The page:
Roasting a chicken is a very personal thing; those of us who are regular chicken roasters (and, in the winter, roasting a chicken is almost a weekly act for me) know what we like. For me, that’s a combination of fennel seeds, cayenne pepper, and kosher salt on the outside of the skin and thyme stuffed inside (see here). That recipe comes from the Chez Panisse cookbook and no matter how many other roast chicken recipes I try–the River Cottage one, for example–no chicken has been able to unseat the Chez Panisse chicken. That is, until last week.
Last week, I cracked open the Christmanukkah present I got from Craig’s parents–Thomas Keller’s Ad Hoc at Home (thanks Julee and Steve!)–and decided to plunge in with the most alluring recipe I encountered on first flip-through: the roast chicken.
It’s not that his recipe was particularly revolutionary. Putting chicken in a pan with vegetables and roasting it is pretty much a technique you’ll find in any and every cookbook on your shelf. No, what got me excited was his specificity: the specificity of the vegetables he wants you to roast (“tennis-ball-sized rutabagas,” “golf-ball-sized red-skinned potatoes”), the specificity of the oil (canola oil instead of olive oil, because it’s neutral), and the specificity of the oven temperature (475 for the first 20 minutes, then 400 for the remaining 45 minutes).
God is in the details, as Thomas Keller well knows, and the chicken that came out of my oven last week was perfectly bronzed, a gorgeous golden-brown, and the vegetables were even sexier, deeply caramelized and slick with chicken fat. The vegetables, in fact, became the star of the show: while Craig and I devoured the chicken, we positively demolished the vegetables. Don’t skimp on the rutabagas or the leeks, they’re what make this dinner special.
Is Chez Panisse dethroned? For the time being, yes. At the very least, I’ll continue using canola oil (it makes the chicken more chickeny) and roasting a variety of vegetables with the chicken instead of just potatoes. And using those oven temperatures. And bringing the chicken to room temperature before roasting. And putting butter on the chicken breast before it goes in the oven. Oh, who am I kidding, this recipe is flawless: it’s my new official chicken recipe. I’m guessing it’ll be yours too as soon as you try it.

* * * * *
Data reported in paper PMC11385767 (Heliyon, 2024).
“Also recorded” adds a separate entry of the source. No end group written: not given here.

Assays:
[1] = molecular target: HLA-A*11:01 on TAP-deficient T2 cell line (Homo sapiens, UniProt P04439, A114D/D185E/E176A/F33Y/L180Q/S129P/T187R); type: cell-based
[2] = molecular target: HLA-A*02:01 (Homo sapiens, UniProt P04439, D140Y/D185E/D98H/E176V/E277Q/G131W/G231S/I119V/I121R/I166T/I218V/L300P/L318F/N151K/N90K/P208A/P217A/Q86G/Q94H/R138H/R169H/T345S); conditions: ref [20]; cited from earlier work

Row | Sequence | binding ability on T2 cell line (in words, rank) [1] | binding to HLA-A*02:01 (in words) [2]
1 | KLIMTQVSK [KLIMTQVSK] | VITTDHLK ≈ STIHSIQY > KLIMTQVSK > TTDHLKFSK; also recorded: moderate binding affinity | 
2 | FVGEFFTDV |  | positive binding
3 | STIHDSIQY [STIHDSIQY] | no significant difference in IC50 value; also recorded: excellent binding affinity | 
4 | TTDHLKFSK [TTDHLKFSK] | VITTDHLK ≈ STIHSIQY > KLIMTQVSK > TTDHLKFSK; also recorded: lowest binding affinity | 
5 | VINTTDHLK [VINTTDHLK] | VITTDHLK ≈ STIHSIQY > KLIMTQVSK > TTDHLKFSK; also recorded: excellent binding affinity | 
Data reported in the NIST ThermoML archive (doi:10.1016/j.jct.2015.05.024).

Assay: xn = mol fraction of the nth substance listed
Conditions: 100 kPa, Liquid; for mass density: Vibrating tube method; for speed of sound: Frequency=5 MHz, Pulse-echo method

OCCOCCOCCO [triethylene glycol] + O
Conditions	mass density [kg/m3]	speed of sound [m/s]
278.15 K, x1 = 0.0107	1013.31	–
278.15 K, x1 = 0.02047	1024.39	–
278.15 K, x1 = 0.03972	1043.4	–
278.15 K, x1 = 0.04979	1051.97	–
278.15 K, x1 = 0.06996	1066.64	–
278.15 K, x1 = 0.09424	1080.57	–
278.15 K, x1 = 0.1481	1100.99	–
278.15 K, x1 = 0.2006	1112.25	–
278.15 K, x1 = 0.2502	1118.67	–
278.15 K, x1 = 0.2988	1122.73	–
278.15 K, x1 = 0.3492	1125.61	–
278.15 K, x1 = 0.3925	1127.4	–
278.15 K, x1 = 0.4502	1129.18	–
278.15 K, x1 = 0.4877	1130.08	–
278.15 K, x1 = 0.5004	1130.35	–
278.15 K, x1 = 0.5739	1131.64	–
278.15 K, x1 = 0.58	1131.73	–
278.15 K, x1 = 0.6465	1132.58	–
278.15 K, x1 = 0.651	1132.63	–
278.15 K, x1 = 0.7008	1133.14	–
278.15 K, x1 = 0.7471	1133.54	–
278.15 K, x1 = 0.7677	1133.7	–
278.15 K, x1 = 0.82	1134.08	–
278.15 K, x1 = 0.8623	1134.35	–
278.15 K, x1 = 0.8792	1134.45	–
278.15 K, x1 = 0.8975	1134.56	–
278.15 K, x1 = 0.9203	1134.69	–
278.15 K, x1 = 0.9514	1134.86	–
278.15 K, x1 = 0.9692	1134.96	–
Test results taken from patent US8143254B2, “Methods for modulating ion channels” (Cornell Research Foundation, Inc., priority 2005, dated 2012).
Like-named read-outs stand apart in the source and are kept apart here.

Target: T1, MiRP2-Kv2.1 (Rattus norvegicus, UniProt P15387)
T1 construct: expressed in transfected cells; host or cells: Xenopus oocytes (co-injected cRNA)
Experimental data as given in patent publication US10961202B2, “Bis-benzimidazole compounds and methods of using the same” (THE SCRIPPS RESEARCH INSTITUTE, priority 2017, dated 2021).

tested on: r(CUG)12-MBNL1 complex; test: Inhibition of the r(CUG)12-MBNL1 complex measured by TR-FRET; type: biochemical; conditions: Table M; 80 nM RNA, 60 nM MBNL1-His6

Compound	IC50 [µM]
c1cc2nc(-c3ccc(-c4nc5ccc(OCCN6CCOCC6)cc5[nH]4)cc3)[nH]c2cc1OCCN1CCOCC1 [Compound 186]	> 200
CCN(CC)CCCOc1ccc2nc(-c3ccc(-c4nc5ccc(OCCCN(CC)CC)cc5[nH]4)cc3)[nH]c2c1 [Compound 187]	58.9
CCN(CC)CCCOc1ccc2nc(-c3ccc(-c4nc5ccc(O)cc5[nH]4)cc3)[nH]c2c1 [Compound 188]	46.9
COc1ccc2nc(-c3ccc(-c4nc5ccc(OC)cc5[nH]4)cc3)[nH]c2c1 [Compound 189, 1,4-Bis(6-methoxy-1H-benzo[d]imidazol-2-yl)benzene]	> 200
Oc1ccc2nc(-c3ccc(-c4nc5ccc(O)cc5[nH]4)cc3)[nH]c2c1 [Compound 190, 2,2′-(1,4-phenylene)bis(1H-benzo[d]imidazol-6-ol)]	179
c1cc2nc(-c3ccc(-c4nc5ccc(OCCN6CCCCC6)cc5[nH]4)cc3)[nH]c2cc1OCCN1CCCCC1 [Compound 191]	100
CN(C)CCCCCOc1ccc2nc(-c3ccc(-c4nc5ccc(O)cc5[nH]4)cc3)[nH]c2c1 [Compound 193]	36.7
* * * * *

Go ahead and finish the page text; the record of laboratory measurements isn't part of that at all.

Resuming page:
Thomas Keller’s Roast Chicken with Root Vegetables
from Ad Hoc at Home
One 4 to 4 1/2 lb chicken
Kosher salt and freshly ground black pepper
6 garlic cloves, smashed and peeled
6 thyme sprigs
2 large leeks
3 tennis-ball-sized rutabagas
2 tennis-ball-sized turnips
4 medium carrots, peeled, trimmed, and cut in half
1 small yellow onion, trimed, leaving root end intact, and cut into quarters
8 small (golf-ball-sized) red-skinned potatoes
1/3 cup canola oil
4 tablespoons (2 ounces) unsalted butter, at room temperature
Remove the chicken from the refrigerator and let stand at room temperature for 1 1/2 to 2 hours, or until it comes to room temperature.
Preheat the oven to 475 F.
Remove the neck and innards if they are still in the cavity of the chicken. Using a paring knife, cut out the wishbone from the chicken. (This will make it easier to carve the chicken.) Generously season the cavity of the chicken with salt and pepper, add 3 of the garlic cloves and 5 sprigs of thyme, and massage the inside of the bird to infuse it with the flavors. Truss the chicken.